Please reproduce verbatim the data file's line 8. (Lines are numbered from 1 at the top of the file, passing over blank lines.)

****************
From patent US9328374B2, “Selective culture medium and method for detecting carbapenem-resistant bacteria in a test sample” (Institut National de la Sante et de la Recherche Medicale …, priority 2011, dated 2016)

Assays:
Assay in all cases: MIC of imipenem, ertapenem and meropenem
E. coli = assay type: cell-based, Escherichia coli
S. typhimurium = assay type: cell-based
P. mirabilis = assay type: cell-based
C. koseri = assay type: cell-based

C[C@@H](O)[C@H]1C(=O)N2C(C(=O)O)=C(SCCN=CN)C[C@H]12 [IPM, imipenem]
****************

C[C@@H](O)[C@H]1C(=O)N2C(C(=O)O)=C(SCCN=CN)C[C@H]12 [IPM, imipenem]